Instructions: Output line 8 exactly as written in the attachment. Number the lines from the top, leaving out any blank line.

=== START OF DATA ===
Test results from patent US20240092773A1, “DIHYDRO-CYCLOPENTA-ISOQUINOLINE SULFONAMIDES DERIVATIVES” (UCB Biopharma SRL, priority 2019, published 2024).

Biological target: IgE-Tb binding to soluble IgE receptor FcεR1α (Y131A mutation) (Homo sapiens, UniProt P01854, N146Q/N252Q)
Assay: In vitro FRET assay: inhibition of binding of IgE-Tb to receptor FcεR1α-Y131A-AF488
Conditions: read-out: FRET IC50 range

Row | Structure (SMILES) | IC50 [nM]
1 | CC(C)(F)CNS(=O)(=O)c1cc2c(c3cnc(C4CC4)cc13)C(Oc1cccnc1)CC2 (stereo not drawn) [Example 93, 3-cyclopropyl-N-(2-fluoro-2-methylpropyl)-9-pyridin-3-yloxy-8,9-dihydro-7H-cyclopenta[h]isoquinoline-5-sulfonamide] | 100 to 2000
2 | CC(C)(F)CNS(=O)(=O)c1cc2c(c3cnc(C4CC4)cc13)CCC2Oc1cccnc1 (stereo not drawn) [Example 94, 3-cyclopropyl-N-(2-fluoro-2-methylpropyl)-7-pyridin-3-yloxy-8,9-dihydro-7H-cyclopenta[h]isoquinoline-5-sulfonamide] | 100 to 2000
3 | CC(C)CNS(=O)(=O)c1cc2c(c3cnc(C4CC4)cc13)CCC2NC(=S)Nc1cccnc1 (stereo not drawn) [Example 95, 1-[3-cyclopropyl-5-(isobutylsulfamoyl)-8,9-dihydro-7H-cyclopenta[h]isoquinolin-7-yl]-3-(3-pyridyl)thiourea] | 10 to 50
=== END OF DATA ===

3 | CC(C)CNS(=O)(=O)c1cc2c(c3cnc(C4CC4)cc13)CCC2NC(=S)Nc1cccnc1 (stereo not drawn) [Example 95, 1-[3-cyclopropyl-5-(isobutylsulfamoyl)-8,9-dihydro-7H-cyclopenta[h]isoquinolin-7-yl]-3-(3-pyridyl)thiourea] | 10 to 50